And so we’re left with another As You Like It that should offer far more than it ever delivers. (I should perhaps note that generally I’m a fan of Branagh’s takes on the Bard; the first three at least standing up to more than a single viewing.) The 1932 version remains a curio for its impressive list of credits, the 1990s take proved underwhelming primarily because it came nowhere near to living up to its director’s previous works, and this latest version simply comes across as incredibly flat. The original play should offer plenty to the experienced filmmaker – a mixture of romance, exile, attempted fratricide and fiendish plots, a blend of hi-jinx and melancholy – yet Branagh seems unable to handle the tonal shifts with any kind of delicacy (in which case it reminded me greatly of Peter’s Friends, a very strong contender for one of the most downright annoying British films of nineties). Indeed, for a director with an increasingly varied cv – the latest rumours suggest he’ll be helming the big-screen adaptation of Marvel’s Thor comic books – he comes across as surprisingly naïve here. Unable to stage the action, unable to control the comedy, unable to create any kind genuine feeling at all – and as such unable to provide the audience with anything that would justify two hours of their time.
Lionsgate’s Region 2 DVD handling of As You Like It offers up a decent enough presentation though little in the way of supplementary material. Taken from a print in expectedly pristine condition, the image is crisp throughout and handles the colour schemes especially well. When reviewed in the October 2007 edition of Sight & Sound it was noted that the original aspect ratio was 2.35:1. Here we get a 1.78:1 offering, anamorphically enhanced of course, yet it appears to be correct. There are no sign of cropping and given the film’s premiere on HBO in the US this would seem to be further argument that the S&S listing was incorrect. (I’ve no concrete evidence for this and would appreciate any comments below either backing me up or, as the case may be, proving me wrong.) As for the soundtrack, here we get English DD2.0 and DD5.1 options, and both come across pleasingly well. The somewhat heavy presence of Patrick Doyle’s score is seemingly correct whilst the dialogue remains clear throughout. English hard-of-hearing subtitles are also available.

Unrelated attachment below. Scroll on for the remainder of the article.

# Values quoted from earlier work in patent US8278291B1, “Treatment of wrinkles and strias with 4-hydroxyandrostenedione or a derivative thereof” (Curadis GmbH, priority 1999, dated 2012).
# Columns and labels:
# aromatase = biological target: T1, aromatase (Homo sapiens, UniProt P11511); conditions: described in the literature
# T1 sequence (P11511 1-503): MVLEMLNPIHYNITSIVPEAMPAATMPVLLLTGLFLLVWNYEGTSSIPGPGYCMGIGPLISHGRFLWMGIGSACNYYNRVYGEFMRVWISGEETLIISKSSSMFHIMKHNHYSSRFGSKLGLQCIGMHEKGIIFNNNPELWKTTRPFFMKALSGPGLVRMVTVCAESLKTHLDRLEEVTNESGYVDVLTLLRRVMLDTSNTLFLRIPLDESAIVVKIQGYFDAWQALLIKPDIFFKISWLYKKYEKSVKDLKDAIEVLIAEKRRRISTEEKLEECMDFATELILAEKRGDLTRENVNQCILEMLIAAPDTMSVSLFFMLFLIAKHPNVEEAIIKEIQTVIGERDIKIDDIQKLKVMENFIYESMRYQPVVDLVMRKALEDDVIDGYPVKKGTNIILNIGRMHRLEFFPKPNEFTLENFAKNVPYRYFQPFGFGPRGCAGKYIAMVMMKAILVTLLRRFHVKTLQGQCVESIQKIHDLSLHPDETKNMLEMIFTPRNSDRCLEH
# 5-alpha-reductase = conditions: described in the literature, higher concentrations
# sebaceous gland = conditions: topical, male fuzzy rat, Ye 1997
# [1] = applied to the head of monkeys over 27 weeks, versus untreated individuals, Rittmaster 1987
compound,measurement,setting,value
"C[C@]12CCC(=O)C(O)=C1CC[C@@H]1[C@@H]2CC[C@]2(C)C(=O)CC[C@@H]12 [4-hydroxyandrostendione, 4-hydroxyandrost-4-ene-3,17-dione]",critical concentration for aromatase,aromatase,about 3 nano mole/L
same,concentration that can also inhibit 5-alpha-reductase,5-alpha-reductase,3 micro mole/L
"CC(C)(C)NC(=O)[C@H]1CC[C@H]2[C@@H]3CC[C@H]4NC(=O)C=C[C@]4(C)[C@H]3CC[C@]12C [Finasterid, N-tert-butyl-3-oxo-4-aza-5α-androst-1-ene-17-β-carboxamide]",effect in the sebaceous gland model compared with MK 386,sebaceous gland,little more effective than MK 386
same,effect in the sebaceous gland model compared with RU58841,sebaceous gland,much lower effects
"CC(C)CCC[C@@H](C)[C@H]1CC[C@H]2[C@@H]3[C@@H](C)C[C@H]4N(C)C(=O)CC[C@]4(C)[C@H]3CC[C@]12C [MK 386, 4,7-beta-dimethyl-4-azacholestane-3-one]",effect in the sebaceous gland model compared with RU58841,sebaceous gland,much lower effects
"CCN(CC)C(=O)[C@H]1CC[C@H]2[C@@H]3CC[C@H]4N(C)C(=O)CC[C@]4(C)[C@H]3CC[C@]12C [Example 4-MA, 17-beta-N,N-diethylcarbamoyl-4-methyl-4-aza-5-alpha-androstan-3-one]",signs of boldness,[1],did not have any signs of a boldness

The extras are limited to a gallery of production stills, original theatrical trailer and a three-minute featurette that effectively plays like an extended promo. Most of the actors are present to introduce their characters, Branagh himself offers a few words and there are plenty of clips. Unlike the main feature there are no optional subtitles for any of the special features, whilst the ‘making of’ comes at a ratio of 1.33:1 with the clips presented in 1.78:1 (further demonstration that this is the correct framing?) without anamorphic enhancement. The disc, as is typical of a Lionsgate release, also opens with a variety of trailers for some of the label’s other titles.